The Century Foundation, a progressive non-partisan think-tank based in New York and Washington, has analysed the how well public, non-profit, and for-profit Higher Education institutions in New York perform in terms of employment outcomes and financial burden for the students as well as how much of the tuition money is actually spent on education.
Their report “Grading New York’s Colleges” shows that the for-profit institutions – which attract many more of the underprivileged students – do much more poorly on all three accounts than both public and non-profit private institutions.
The majority of students at 38% of the for-profit institutions have no wage benefit from their tuition: they still earn less than the average worker with no more than high school.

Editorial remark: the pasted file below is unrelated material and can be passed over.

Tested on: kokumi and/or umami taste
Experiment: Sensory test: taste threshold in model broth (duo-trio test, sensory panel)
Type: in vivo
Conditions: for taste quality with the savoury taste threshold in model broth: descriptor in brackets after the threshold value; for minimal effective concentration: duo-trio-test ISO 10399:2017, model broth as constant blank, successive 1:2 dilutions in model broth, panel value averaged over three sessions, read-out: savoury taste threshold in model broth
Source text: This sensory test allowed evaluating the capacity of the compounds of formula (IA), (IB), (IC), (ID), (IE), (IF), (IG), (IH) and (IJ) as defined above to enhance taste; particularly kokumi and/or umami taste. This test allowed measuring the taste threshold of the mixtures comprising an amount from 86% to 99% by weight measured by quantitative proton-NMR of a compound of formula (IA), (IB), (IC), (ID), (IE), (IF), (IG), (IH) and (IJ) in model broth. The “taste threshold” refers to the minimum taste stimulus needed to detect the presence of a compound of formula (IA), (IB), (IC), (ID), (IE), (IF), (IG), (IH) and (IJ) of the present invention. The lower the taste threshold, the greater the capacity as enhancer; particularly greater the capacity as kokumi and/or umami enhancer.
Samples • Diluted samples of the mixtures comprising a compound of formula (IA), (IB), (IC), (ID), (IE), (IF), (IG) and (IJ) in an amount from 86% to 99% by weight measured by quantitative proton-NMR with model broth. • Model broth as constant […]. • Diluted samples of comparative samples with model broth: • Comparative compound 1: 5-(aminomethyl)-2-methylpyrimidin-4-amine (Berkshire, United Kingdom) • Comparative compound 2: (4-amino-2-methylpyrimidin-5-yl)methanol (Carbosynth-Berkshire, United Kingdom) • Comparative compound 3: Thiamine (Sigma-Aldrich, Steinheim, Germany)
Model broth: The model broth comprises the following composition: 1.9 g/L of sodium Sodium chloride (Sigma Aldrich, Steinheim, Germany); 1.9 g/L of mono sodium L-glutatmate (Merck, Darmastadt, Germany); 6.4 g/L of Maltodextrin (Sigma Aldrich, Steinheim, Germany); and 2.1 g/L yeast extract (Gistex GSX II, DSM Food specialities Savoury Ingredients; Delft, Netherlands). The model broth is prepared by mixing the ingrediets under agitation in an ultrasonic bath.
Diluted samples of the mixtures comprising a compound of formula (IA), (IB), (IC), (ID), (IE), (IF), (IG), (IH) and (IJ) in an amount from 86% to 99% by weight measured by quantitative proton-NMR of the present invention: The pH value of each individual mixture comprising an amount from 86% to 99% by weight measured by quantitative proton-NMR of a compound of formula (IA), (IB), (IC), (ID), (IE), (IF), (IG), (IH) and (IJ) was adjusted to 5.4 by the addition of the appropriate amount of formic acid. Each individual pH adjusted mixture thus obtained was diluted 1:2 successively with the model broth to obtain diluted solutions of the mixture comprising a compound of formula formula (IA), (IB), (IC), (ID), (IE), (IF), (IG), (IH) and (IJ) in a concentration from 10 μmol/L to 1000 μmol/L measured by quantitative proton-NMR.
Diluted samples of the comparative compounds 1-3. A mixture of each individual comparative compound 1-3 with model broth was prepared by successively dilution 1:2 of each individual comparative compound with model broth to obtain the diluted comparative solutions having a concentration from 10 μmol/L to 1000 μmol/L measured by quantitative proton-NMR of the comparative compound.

Over 12 years, students at for-profit schools default at more than four times the rate of those at public and nonprofit colleges in New York.
And while 78 per cent of nonprofit schools spend at least half of tuition revenue on student instruction, only 29 per cent of for-profit schools do so.